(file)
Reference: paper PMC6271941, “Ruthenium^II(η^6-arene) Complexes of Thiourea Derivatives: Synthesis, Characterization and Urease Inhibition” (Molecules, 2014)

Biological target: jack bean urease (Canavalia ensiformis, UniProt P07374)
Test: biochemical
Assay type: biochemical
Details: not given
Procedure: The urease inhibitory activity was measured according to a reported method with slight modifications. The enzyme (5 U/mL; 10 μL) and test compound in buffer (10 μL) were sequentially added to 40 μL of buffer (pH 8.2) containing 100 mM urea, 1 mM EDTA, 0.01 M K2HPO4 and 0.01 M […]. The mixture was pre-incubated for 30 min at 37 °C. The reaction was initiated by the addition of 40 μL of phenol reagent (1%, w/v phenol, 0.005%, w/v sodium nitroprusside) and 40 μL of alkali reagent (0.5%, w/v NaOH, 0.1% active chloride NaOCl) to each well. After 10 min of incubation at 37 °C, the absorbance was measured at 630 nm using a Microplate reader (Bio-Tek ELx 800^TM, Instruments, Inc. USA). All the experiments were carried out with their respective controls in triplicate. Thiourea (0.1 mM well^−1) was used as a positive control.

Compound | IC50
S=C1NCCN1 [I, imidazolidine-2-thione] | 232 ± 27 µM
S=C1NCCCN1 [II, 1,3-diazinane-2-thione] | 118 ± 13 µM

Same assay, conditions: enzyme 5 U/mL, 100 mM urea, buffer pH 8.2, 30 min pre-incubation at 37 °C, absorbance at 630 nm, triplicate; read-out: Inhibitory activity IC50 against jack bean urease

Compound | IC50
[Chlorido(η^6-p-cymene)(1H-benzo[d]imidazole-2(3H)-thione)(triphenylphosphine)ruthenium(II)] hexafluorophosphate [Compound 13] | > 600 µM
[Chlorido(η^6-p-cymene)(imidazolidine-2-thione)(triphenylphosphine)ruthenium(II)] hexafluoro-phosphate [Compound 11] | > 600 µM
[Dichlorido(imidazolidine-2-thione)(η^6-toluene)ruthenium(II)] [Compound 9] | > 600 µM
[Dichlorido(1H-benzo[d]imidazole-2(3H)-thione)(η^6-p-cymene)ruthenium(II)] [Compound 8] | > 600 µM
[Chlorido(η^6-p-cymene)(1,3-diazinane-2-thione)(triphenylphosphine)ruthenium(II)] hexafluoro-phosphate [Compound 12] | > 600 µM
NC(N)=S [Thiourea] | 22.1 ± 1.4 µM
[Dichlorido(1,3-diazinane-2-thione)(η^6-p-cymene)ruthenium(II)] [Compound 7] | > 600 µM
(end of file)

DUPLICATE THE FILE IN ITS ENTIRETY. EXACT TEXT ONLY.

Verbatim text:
Reference: paper PMC6271941, “Ruthenium^II(η^6-arene) Complexes of Thiourea Derivatives: Synthesis, Characterization and Urease Inhibition” (Molecules, 2014)

Biological target: jack bean urease (Canavalia ensiformis, UniProt P07374)
Test: biochemical
Assay type: biochemical
Details: not given
Procedure: The urease inhibitory activity was measured according to a reported method with slight modifications. The enzyme (5 U/mL; 10 μL) and test compound in buffer (10 μL) were sequentially added to 40 μL of buffer (pH 8.2) containing 100 mM urea, 1 mM EDTA, 0.01 M K2HPO4 and 0.01 M […]. The mixture was pre-incubated for 30 min at 37 °C. The reaction was initiated by the addition of 40 μL of phenol reagent (1%, w/v phenol, 0.005%, w/v sodium nitroprusside) and 40 μL of alkali reagent (0.5%, w/v NaOH, 0.1% active chloride NaOCl) to each well. After 10 min of incubation at 37 °C, the absorbance was measured at 630 nm using a Microplate reader (Bio-Tek ELx 800^TM, Instruments, Inc. USA). All the experiments were carried out with their respective controls in triplicate. Thiourea (0.1 mM well^−1) was used as a positive control.

Compound | IC50
S=C1NCCN1 [I, imidazolidine-2-thione] | 232 ± 27 µM
S=C1NCCCN1 [II, 1,3-diazinane-2-thione] | 118 ± 13 µM

Same assay, conditions: enzyme 5 U/mL, 100 mM urea, buffer pH 8.2, 30 min pre-incubation at 37 °C, absorbance at 630 nm, triplicate; read-out: Inhibitory activity IC50 against jack bean urease

Compound | IC50
[Chlorido(η^6-p-cymene)(1H-benzo[d]imidazole-2(3H)-thione)(triphenylphosphine)ruthenium(II)] hexafluorophosphate [Compound 13] | > 600 µM
[Chlorido(η^6-p-cymene)(imidazolidine-2-thione)(triphenylphosphine)ruthenium(II)] hexafluoro-phosphate [Compound 11] | > 600 µM
[Dichlorido(imidazolidine-2-thione)(η^6-toluene)ruthenium(II)] [Compound 9] | > 600 µM
[Dichlorido(1H-benzo[d]imidazole-2(3H)-thione)(η^6-p-cymene)ruthenium(II)] [Compound 8] | > 600 µM
[Chlorido(η^6-p-cymene)(1,3-diazinane-2-thione)(triphenylphosphine)ruthenium(II)] hexafluoro-phosphate [Compound 12] | > 600 µM
NC(N)=S [Thiourea] | 22.1 ± 1.4 µM
[Dichlorido(1,3-diazinane-2-thione)(η^6-p-cymene)ruthenium(II)] [Compound 7] | > 600 µM